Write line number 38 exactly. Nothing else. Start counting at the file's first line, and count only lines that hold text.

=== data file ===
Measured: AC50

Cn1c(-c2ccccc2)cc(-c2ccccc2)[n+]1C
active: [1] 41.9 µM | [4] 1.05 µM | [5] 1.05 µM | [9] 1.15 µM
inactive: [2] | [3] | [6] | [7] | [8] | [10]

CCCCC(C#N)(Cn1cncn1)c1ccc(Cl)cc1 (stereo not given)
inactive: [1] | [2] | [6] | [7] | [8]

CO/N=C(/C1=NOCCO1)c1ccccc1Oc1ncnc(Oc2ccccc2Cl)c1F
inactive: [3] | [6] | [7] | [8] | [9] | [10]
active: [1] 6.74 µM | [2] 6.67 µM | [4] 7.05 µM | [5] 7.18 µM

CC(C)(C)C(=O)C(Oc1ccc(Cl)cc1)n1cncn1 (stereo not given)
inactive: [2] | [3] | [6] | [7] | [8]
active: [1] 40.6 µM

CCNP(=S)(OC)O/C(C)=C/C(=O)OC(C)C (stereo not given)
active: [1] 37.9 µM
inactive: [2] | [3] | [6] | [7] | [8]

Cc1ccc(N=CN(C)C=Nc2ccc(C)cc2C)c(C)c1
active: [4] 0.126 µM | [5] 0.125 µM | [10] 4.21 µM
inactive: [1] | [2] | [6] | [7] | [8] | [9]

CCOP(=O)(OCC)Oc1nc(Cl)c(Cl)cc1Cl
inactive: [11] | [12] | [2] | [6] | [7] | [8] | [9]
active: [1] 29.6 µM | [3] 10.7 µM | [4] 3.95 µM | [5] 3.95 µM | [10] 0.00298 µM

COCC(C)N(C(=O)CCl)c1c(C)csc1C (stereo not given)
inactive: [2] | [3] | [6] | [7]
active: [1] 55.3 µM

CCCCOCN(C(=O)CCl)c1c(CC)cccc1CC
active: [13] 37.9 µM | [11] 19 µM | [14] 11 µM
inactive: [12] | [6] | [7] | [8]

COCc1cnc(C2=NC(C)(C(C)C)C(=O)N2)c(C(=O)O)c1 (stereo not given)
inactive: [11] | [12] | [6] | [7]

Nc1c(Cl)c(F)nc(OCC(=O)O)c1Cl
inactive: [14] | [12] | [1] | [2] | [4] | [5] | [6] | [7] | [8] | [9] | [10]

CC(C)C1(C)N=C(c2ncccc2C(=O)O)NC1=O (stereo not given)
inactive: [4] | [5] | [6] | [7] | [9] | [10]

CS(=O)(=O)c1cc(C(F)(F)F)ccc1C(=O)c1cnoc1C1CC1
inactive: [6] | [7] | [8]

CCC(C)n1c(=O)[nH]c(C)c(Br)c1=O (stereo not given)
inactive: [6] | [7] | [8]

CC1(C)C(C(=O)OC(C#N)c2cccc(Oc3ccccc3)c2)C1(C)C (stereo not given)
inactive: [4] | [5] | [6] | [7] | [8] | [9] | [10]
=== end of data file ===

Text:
CC1(C)C(C(=O)OC(C#N)c2cccc(Oc3ccccc3)c2)C1(C)C (stereo not given)